3. Create lists.
    Organizing what needed to be done, for myself and my daughter, into lists made quarantine smoother. I didn’t feel like I was drowning in trying to figure out what needed to be done for the day. I created grocery lists, too, and a menu of what we were going to do eat throughout the week. The lists helped us both to concentrate on what needed to get done, but to feel like we were in control of our day to day lives. Life, to various degrees, is unpredictable, but taking control of small tasks helped the days surprisingly go by faster. Being productive with tasks throughout the day helped fight off the lethargy of being home all the time.
  4. Set boundaries.
    The following day after receiving the message we needed to quarantine and seek testing, I sat my daughter down to establish some firm boundaries during our time at home. We both needed to respect each other’s space when it came to schoolwork and work. I set the following boundary– if we were sitting our designated work spaces, then we needed to respect each other’s time and space with minimal distractions. We set an alarm for when it was a brain break for us both to get snacks, talk, or do whatever else we wanted and needed to do. The boundary helped us avoid being constantly frustrated and even irritated at one another. My sassy seven-year-old told me recently she liked that I took a step back and didn’t hover because it meant showing respect to how she manages her schoolwork.
  5. Be honest with yourself about how you feel.
    I know. It seems cliché, but fighting off the overwhelming emotions that come with a possible exposure only amplifies it. I worried every second until we got the results back (thankfully negative) and I allowed myself to feel that way. I encouraged my daughter to express her own emotions, too, to help clear it all out and curb an emotional break down.
  6. Go outside.
    Staying cooped up in your house 24/7 will drive you insane. It snowed three days out of our quarantine and temperatures dipped below freezing, but we took short walks around our block when the sun was out. I even agreed to pull out the bouncy castle for an hour in the backyard and we jumped around together. As the saying goes, “Sunlight is your best source of vitamin D.” It not only helps boost your immune system and help your serotonin levels, but there is developing evidence that vitamin D might play a critical role in the severity of illnesses– including COVID-19.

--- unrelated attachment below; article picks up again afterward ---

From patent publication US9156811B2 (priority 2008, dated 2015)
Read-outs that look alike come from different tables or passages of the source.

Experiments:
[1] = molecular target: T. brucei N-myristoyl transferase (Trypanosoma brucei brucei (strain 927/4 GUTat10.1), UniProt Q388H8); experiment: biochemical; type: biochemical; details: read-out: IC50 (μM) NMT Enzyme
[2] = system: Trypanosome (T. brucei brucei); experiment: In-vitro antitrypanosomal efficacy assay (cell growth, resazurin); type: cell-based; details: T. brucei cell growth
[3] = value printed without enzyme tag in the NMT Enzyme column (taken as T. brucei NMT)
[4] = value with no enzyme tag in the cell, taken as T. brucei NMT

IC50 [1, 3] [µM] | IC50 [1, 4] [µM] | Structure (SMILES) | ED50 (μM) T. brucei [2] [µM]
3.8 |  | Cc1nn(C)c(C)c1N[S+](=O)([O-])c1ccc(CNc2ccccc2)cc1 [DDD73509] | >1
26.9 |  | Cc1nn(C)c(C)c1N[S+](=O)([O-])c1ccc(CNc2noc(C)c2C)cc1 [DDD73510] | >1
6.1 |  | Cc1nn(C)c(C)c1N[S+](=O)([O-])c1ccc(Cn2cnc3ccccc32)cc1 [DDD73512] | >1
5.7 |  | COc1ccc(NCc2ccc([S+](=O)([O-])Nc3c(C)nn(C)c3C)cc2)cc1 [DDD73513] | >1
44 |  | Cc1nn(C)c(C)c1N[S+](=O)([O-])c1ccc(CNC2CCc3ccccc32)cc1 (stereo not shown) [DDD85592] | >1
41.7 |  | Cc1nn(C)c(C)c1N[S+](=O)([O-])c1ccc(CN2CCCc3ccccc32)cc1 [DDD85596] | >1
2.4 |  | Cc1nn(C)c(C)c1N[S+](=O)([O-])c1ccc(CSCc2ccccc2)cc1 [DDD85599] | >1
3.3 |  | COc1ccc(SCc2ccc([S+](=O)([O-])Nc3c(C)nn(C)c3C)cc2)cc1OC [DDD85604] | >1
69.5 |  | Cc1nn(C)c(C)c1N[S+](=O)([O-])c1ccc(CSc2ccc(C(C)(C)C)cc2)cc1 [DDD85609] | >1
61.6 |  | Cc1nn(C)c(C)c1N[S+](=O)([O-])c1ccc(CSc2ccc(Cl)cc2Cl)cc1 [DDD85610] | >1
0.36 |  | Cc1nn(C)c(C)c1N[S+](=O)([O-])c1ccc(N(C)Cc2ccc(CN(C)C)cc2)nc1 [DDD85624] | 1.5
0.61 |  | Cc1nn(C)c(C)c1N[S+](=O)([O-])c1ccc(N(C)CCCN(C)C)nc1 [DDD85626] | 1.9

7. Embrace the time you have.
    After losing one of my close friends to suicide, two extended family member’s deaths, and my dad’s cancer diagnosis, I learned that life is timed and short. All of those events along with the COVID-19 pandemic, only enhanced the need to live life to the fullest and to be grateful for what I have– not what I don’t have. It’s easy to see quarantine as a disruption to our lives. It’s even easier to feel cooped up and restless when you’re home all the time, but taking time to watch movies together and even baking some holiday cookies is a great reminder that one day we won’t be able to stop and have these moments again.

Stay safe and healthy, folks. Don’t mentally isolate yourself away from your loved ones and do what is best for you and your family.

All love,


Writing Through The Unknown Of 2020

I’ve seen a post circulating around Facebook asking the question, “What if 2020 isn’t cancelled?” If you haven’t seen it yet, look up the name Leslie Dwight. It’s a beautiful piece of writing. 2020 had a lot of plans for everyone. We all wanted to do things. We cancelled and adjusted the best we could. It wasn’t an easy process to let go of certain things.

Like everyone else, I had pinned 2020 as the year for a lot things. This was the year I was going to go back to the gym. I was going to start eating better. For the past year, my physical health hasn’t been ideal. I was in and out of the ER for pain in my stomach, so I had committed myself to figuring out what was going on.